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Growth in Newborn Cells

Julie RichJulie Rich joined the lab of Maitreyi Das as an undergraduate student researcher and published an honors thesis on describing the basic principles of cell polarity establishment. Julie expressed her interest in pursuing a PhD degree in biology, and Das was so impressed with her acumen for science and her strong critical thinking skills that she encouraged Julie to join the graduate program in BCMB.

“My interest in biology was sparked by my high school AP biology class,” Julie says. “It was my first-in-depth exposure to complex biological topics.”

In the Das lab, Julie has initiated a novel line of research where she is exploring the signaling mechanisms that allow a cell to resume growth at the end of division.

“My research aims to explain how a cell achieves its shape,” Julie says. “A cell’s function often depends on its shape. Cells come in many different shapes, providing some difficulty in teasing apart the mechanisms governing establishment of cell shape via polarized growth. Our research is helping to establish the basic principles of Cdc42 regulation in relation to cell polarity, which are applicable to higher eukaryotes.”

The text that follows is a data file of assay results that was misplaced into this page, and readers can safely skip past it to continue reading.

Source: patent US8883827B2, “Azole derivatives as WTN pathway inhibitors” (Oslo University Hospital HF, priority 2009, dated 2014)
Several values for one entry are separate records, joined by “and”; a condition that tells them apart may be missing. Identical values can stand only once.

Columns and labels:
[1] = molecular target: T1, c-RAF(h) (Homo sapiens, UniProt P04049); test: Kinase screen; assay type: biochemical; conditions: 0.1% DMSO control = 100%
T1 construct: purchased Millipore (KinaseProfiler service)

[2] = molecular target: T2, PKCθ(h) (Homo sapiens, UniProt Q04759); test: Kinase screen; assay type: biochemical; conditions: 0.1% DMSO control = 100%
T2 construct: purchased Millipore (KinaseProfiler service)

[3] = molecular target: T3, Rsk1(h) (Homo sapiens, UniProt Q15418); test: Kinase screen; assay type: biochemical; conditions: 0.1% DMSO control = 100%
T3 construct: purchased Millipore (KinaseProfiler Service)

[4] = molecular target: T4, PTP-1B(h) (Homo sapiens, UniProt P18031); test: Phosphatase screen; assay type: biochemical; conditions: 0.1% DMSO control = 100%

Julie was awarded a prestigious graduate research fellowship by the National Science Foundation to pursue her research. Das is very confident that Julie will be very successful in her endeavor and is excited to see where her research takes her in the future.

“For me, the value in conducting research has been in learning how to ask good scientific questions,” Julie says. “I have also learned that gathering relevant data and communicating findings effectively are critical elements of putting together a convincing scientific story.” effectively are critical elements of putting together a convincing scientific story.”